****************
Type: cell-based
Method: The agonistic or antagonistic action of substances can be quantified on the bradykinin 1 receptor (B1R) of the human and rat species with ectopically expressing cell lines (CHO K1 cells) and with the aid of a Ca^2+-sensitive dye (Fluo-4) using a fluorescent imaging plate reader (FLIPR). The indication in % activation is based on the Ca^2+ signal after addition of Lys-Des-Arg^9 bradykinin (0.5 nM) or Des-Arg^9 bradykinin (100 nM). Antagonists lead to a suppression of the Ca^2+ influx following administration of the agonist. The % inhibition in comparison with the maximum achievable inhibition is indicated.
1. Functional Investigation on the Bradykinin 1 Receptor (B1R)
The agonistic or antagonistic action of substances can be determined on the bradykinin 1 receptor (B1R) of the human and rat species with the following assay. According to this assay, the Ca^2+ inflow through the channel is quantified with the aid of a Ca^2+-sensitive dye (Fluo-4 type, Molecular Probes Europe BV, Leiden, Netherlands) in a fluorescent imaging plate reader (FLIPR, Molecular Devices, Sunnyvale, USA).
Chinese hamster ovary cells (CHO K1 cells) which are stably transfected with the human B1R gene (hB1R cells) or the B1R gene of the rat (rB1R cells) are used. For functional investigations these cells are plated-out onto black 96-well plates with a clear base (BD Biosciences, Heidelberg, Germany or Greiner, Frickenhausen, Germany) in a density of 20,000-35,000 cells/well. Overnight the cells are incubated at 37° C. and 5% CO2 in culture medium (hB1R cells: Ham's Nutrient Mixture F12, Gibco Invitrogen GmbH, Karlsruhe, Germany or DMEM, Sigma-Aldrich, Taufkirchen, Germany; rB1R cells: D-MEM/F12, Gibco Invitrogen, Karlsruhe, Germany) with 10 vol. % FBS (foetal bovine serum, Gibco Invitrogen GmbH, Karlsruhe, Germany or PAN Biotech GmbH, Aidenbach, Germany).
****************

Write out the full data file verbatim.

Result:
Type: cell-based
Method: The agonistic or antagonistic action of substances can be quantified on the bradykinin 1 receptor (B1R) of the human and rat species with ectopically expressing cell lines (CHO K1 cells) and with the aid of a Ca^2+-sensitive dye (Fluo-4) using a fluorescent imaging plate reader (FLIPR). The indication in % activation is based on the Ca^2+ signal after addition of Lys-Des-Arg^9 bradykinin (0.5 nM) or Des-Arg^9 bradykinin (100 nM). Antagonists lead to a suppression of the Ca^2+ influx following administration of the agonist. The % inhibition in comparison with the maximum achievable inhibition is indicated.
1. Functional Investigation on the Bradykinin 1 Receptor (B1R)
The agonistic or antagonistic action of substances can be determined on the bradykinin 1 receptor (B1R) of the human and rat species with the following assay. According to this assay, the Ca^2+ inflow through the channel is quantified with the aid of a Ca^2+-sensitive dye (Fluo-4 type, Molecular Probes Europe BV, Leiden, Netherlands) in a fluorescent imaging plate reader (FLIPR, Molecular Devices, Sunnyvale, USA).
Chinese hamster ovary cells (CHO K1 cells) which are stably transfected with the human B1R gene (hB1R cells) or the B1R gene of the rat (rB1R cells) are used. For functional investigations these cells are plated-out onto black 96-well plates with a clear base (BD Biosciences, Heidelberg, Germany or Greiner, Frickenhausen, Germany) in a density of 20,000-35,000 cells/well. Overnight the cells are incubated at 37° C. and 5% CO2 in culture medium (hB1R cells: Ham's Nutrient Mixture F12, Gibco Invitrogen GmbH, Karlsruhe, Germany or DMEM, Sigma-Aldrich, Taufkirchen, Germany; rB1R cells: D-MEM/F12, Gibco Invitrogen, Karlsruhe, Germany) with 10 vol. % FBS (foetal bovine serum, Gibco Invitrogen GmbH, Karlsruhe, Germany or PAN Biotech GmbH, Aidenbach, Germany).